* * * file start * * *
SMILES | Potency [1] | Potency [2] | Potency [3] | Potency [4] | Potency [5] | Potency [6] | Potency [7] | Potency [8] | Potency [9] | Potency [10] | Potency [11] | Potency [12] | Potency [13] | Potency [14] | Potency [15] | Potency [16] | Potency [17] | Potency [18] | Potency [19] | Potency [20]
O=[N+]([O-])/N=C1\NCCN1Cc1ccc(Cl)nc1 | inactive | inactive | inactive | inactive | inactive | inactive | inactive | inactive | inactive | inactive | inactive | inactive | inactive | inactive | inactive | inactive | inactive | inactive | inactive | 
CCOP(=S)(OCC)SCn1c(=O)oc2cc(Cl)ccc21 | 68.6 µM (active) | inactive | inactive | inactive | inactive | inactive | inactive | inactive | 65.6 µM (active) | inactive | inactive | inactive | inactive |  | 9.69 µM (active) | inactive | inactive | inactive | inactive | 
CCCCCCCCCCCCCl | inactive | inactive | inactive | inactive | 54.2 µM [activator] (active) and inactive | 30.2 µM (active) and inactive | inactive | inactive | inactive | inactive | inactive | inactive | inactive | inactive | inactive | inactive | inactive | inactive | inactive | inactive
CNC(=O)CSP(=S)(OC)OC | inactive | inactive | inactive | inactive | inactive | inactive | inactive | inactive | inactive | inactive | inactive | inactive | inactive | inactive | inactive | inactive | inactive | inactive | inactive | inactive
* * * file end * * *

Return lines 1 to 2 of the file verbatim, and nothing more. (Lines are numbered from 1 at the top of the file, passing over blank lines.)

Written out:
SMILES | Potency [1] | Potency [2] | Potency [3] | Potency [4] | Potency [5] | Potency [6] | Potency [7] | Potency [8] | Potency [9] | Potency [10] | Potency [11] | Potency [12] | Potency [13] | Potency [14] | Potency [15] | Potency [16] | Potency [17] | Potency [18] | Potency [19] | Potency [20]
O=[N+]([O-])/N=C1\NCCN1Cc1ccc(Cl)nc1 | inactive | inactive | inactive | inactive | inactive | inactive | inactive | inactive | inactive | inactive | inactive | inactive | inactive | inactive | inactive | inactive | inactive | inactive | inactive | 